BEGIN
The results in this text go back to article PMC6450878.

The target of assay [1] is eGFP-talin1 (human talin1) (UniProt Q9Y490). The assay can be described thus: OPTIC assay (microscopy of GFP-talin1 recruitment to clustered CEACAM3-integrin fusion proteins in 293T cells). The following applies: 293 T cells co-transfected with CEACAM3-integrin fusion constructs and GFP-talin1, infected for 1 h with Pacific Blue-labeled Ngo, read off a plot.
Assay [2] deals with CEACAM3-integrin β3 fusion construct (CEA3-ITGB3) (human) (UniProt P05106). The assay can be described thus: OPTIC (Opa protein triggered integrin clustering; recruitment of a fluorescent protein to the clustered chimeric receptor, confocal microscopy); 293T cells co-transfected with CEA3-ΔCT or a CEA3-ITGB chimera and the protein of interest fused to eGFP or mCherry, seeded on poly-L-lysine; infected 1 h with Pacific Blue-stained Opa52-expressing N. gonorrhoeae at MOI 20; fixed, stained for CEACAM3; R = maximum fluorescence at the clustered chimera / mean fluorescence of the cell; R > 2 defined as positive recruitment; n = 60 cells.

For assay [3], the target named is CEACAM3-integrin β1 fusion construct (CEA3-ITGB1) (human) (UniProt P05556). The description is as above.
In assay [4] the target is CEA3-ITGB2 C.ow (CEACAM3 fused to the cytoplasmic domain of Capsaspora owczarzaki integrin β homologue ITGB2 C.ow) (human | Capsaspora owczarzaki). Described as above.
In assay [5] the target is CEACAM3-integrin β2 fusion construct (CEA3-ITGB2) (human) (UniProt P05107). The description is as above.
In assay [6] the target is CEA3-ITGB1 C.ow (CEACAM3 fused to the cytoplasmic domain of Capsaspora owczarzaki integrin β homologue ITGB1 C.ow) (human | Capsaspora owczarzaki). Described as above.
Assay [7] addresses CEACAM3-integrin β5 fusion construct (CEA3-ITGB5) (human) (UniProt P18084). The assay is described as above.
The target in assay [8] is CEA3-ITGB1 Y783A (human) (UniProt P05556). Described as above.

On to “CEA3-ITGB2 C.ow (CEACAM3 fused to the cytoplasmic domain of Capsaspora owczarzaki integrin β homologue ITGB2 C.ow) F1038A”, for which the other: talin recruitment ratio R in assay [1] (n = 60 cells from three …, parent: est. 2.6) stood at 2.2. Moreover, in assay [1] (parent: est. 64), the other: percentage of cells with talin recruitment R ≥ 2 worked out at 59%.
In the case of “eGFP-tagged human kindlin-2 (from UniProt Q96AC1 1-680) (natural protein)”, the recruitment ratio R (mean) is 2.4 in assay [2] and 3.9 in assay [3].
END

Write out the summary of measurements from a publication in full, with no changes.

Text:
The results in this text go back to article PMC6450878.

The target of assay [1] is eGFP-talin1 (human talin1) (UniProt Q9Y490). The assay can be described thus: OPTIC assay (microscopy of GFP-talin1 recruitment to clustered CEACAM3-integrin fusion proteins in 293T cells). The following applies: 293 T cells co-transfected with CEACAM3-integrin fusion constructs and GFP-talin1, infected for 1 h with Pacific Blue-labeled Ngo, read off a plot.
Assay [2] deals with CEACAM3-integrin β3 fusion construct (CEA3-ITGB3) (human) (UniProt P05106). The assay can be described thus: OPTIC (Opa protein triggered integrin clustering; recruitment of a fluorescent protein to the clustered chimeric receptor, confocal microscopy); 293T cells co-transfected with CEA3-ΔCT or a CEA3-ITGB chimera and the protein of interest fused to eGFP or mCherry, seeded on poly-L-lysine; infected 1 h with Pacific Blue-stained Opa52-expressing N. gonorrhoeae at MOI 20; fixed, stained for CEACAM3; R = maximum fluorescence at the clustered chimera / mean fluorescence of the cell; R > 2 defined as positive recruitment; n = 60 cells.

For assay [3], the target named is CEACAM3-integrin β1 fusion construct (CEA3-ITGB1) (human) (UniProt P05556). The description is as above.
In assay [4] the target is CEA3-ITGB2 C.ow (CEACAM3 fused to the cytoplasmic domain of Capsaspora owczarzaki integrin β homologue ITGB2 C.ow) (human | Capsaspora owczarzaki). Described as above.
In assay [5] the target is CEACAM3-integrin β2 fusion construct (CEA3-ITGB2) (human) (UniProt P05107). The description is as above.
In assay [6] the target is CEA3-ITGB1 C.ow (CEACAM3 fused to the cytoplasmic domain of Capsaspora owczarzaki integrin β homologue ITGB1 C.ow) (human | Capsaspora owczarzaki). Described as above.
Assay [7] addresses CEACAM3-integrin β5 fusion construct (CEA3-ITGB5) (human) (UniProt P18084). The assay is described as above.
The target in assay [8] is CEA3-ITGB1 Y783A (human) (UniProt P05556). Described as above.

On to “CEA3-ITGB2 C.ow (CEACAM3 fused to the cytoplasmic domain of Capsaspora owczarzaki integrin β homologue ITGB2 C.ow) F1038A”, for which the other: talin recruitment ratio R in assay [1] (n = 60 cells from three …, parent: est. 2.6) stood at 2.2. Moreover, in assay [1] (parent: est. 64), the other: percentage of cells with talin recruitment R ≥ 2 worked out at 59%.
In the case of “eGFP-tagged human kindlin-2 (from UniProt Q96AC1 1-680) (natural protein)”, the recruitment ratio R (mean) is 2.4 in assay [2] and 3.9 in assay [3].